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In a Few Years, Prices Will Start to Rise, Says A.T. Kearney Principal

Consumers have grown accustomed to annual declines in the price of clothing. Since 1995, clothing is one of the only items that has beat inflation, and a t-shirt today costs less than it did a decade ago. This has been facilitated by a race around the world for low-cost labor, but those days are coming to an end.

Prices in China are rising, and prices in Bangladesh are likely to rise, following new labor and safety agreements. But, the import numbers say, production has not been moving out of those countries. Firms have made due by squeezing margins and searching for the lowest-cost makers. Some production has moved to cost-competitive countries such as Vietnam and Cambodia. But overall, the total labor force in countries outside China will not be able to replace a significant portion of the 40% of U.S. imports China contributes.

In the long term, Callieri says, sourcing firms and retailers will need a better approach to delivering low cost production than just squeezing margins or finding low cost labor.

“Obviously at some point you’ll run out of alternatives to get to lower cost through going where the wages are lower. Potentially there has been less focus around more thoughtful opportunities to address cost,” says Callieri.

The next step, he says, will involve retailers working more collaboratively with their supply chain, from the cut and sew guys to the mills and fabric providers. Best practices in management and manufacturing, as well as joint process opportunities, will help control costs for a few years. Ultimately, though, costs will rise.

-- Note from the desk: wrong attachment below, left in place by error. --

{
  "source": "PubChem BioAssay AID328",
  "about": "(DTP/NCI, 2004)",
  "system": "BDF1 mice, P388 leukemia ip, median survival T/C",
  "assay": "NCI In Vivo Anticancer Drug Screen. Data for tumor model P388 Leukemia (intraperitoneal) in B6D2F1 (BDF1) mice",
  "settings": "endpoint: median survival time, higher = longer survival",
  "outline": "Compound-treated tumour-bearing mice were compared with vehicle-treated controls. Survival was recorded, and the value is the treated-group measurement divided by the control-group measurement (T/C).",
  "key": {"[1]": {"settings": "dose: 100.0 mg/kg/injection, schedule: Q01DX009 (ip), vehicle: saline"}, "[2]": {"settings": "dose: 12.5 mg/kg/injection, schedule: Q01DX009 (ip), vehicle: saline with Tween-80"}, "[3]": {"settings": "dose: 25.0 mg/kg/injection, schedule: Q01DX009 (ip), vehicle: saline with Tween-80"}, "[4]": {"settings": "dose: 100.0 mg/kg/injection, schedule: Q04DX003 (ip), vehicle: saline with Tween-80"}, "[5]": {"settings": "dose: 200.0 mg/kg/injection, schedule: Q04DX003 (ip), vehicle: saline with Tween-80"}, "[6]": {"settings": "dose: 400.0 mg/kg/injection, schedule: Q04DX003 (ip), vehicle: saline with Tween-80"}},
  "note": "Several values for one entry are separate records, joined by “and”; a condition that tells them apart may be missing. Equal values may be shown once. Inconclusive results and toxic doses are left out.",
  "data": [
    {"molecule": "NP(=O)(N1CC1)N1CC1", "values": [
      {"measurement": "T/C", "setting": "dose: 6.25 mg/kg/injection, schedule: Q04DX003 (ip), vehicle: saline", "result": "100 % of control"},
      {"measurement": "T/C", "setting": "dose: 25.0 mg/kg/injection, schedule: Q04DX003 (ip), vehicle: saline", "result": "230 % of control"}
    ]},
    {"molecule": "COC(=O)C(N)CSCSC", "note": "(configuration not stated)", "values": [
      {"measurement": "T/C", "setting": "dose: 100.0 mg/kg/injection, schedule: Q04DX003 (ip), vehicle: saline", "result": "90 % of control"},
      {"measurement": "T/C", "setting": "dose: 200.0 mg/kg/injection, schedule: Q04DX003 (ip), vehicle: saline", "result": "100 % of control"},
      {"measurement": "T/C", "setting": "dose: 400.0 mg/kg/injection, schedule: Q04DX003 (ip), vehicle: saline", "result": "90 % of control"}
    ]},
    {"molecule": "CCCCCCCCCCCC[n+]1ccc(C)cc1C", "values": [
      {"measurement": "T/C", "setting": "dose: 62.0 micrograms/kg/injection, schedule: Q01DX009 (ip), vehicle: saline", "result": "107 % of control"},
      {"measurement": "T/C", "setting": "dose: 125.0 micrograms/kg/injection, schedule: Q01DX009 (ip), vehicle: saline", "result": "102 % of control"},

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“What that means is that in the next five years, it’s not like prices will suddenly start to spike. If you’re a typical consumer, you’re now used to buying a $6 or a $9 t-shirt. If retailers start increasing their prices and that shirt is now $10, $11, $12, $20, you’re going to expect more,” he says. “So what we might see is a combination of a shift in prices with better quality, or some sort of guarantee.”

The labor supply in Southeast Asia is already largely tapped, as evidenced by rising labor prices in Vietnam, Cambodia, Bangladesh, Pakistan, and even Burma. The next most likely candidate for increasing apparel manufacturing is India, but India lacks the infrastructure and open investment climate that made China boom.

Africa is one candidate, for firms that continue to pursue the low-labor cost model, says Callieri. “I think the possibility of places like Kenya and other countries in the region could potentially become interesting in the future as providers.”

But the question for Africa continues to be one of stability and reliability of supply.

“To take a great example, Madagascar was a significant exporter of apparel product, but they’ve had political trouble in the last few years, and they lost some of their duty exemptions under AGOA. Whether Madagascar resurges or not is about their ability to be stable and have reliable supplies.”

China will remain the dominant supplier in the medium term. According to Callieri, their cost in SMEs (square meter equivalents) has stayed stable, allowing them to keep playing in the same space despite rising wages. This is partly due to close links to between manufacturing and milling.

If prices go up, more value will have to be given to the consumer. On an individual retailer level, firms that can deliver that value will be the ones that succeed. On a country level, places that can maximize collaborative relationships and balance cost and quality will prosper. But, says Callieri, “On aggregate, you’ll see an increase in cost.”